VIDEO: Why You Can Trust Your Omega-3 Index Score from OmegaQuant

In the first decade of the 21st century, two major randomized controlled trials were published that continued to shine a light on these important fatty acids. The JELIS trial (2007), which was published in The Lancet, and GISSI-Heart Failure (2008), also published in The Lancet.

The years between 2010 and 2018 were not happy times for omega-3s. This nearly 10-year drought was littered with several “failed” studies (at least as far as the top-line press was concerned): OMEGA, ORIGIN, Risk and Prevention, AREDS2, VITAL and ASCEND. Coupled with the big “prostate cancer” scare in the 2013 SELECT trial, this phase was full of bad news for omega-3… and yet interest continued to grow.

It was on November 10, 2018 that the lights began to come back on. In Chicago at the American Heart Association Scientific Sessions, Bhatt et al. reported on the very successful REDUCE-IT trial. In this study, 4 g/d of EPA reduced CVD endpoints by 25% in patients on statins.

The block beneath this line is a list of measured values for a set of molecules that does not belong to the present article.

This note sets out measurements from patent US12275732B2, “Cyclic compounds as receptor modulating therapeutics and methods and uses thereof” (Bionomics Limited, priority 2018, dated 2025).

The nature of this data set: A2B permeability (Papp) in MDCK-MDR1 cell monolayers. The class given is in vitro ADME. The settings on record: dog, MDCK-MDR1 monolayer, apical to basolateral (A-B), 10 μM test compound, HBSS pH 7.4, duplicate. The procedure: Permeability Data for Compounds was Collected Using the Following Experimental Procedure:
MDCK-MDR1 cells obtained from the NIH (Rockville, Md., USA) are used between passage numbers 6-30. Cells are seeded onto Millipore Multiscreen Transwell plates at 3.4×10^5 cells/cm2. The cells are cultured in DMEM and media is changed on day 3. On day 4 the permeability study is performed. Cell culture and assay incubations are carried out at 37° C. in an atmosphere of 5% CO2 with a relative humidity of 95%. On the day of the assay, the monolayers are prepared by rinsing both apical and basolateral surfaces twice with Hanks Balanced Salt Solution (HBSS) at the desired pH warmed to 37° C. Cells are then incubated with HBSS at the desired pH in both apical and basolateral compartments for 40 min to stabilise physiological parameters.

This was a major development in the omega-3 story and pointed to the fact that one has to take a high enough dose of omega-3 to get its benefits. The STRENGTH trial results due out in 2020 is studying a similar population with 4 g of EPA+DHA and is also likely to be positive.

 

INFOGRAPHIC: A Brief History of Omega-3 Research

These statements have not been evaluated by the Food and Drug Administration. This test is not intended to diagnose, treat, cure, prevent or mitigate any disease. This site does not offer medical advice, and nothing contained herein is intended to establish a doctor/patient relationship. OmegaQuant, LLC is regulated under the Clinical Laboratory improvement Amendments of 1988 (CLIA) and is qualified to perform high complexity clinical testing. The performance characteristics of this test were determined by OmegaQuant, LLC. It has not been cleared or approved by the U.S. Food and Drug Administration.